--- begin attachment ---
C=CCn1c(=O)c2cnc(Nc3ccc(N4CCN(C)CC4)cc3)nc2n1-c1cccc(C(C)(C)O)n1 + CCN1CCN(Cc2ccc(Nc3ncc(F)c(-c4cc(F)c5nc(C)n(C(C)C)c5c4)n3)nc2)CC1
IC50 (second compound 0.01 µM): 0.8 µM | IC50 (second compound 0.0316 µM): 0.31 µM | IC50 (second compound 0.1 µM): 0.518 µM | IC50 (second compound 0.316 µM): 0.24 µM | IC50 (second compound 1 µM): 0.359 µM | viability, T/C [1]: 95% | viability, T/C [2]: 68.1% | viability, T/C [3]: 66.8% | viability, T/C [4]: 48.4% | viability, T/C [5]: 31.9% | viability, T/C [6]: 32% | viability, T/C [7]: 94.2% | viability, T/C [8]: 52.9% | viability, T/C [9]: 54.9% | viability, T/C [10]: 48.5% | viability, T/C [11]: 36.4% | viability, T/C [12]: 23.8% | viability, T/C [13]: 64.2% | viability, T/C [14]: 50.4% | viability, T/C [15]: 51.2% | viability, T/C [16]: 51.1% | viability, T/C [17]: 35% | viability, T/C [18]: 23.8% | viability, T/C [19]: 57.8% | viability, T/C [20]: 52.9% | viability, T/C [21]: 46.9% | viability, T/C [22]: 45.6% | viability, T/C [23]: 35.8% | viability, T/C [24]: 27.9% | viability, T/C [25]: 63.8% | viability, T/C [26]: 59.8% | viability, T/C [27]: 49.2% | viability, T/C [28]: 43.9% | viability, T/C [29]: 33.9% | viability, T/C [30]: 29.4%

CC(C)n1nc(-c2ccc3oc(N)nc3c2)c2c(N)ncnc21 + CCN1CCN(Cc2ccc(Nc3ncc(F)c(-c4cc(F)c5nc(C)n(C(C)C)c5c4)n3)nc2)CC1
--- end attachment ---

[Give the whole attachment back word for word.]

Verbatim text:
C=CCn1c(=O)c2cnc(Nc3ccc(N4CCN(C)CC4)cc3)nc2n1-c1cccc(C(C)(C)O)n1 + CCN1CCN(Cc2ccc(Nc3ncc(F)c(-c4cc(F)c5nc(C)n(C(C)C)c5c4)n3)nc2)CC1
IC50 (second compound 0.01 µM): 0.8 µM | IC50 (second compound 0.0316 µM): 0.31 µM | IC50 (second compound 0.1 µM): 0.518 µM | IC50 (second compound 0.316 µM): 0.24 µM | IC50 (second compound 1 µM): 0.359 µM | viability, T/C [1]: 95% | viability, T/C [2]: 68.1% | viability, T/C [3]: 66.8% | viability, T/C [4]: 48.4% | viability, T/C [5]: 31.9% | viability, T/C [6]: 32% | viability, T/C [7]: 94.2% | viability, T/C [8]: 52.9% | viability, T/C [9]: 54.9% | viability, T/C [10]: 48.5% | viability, T/C [11]: 36.4% | viability, T/C [12]: 23.8% | viability, T/C [13]: 64.2% | viability, T/C [14]: 50.4% | viability, T/C [15]: 51.2% | viability, T/C [16]: 51.1% | viability, T/C [17]: 35% | viability, T/C [18]: 23.8% | viability, T/C [19]: 57.8% | viability, T/C [20]: 52.9% | viability, T/C [21]: 46.9% | viability, T/C [22]: 45.6% | viability, T/C [23]: 35.8% | viability, T/C [24]: 27.9% | viability, T/C [25]: 63.8% | viability, T/C [26]: 59.8% | viability, T/C [27]: 49.2% | viability, T/C [28]: 43.9% | viability, T/C [29]: 33.9% | viability, T/C [30]: 29.4%

CC(C)n1nc(-c2ccc3oc(N)nc3c2)c2c(N)ncnc21 + CCN1CCN(Cc2ccc(Nc3ncc(F)c(-c4cc(F)c5nc(C)n(C(C)C)c5c4)n3)nc2)CC1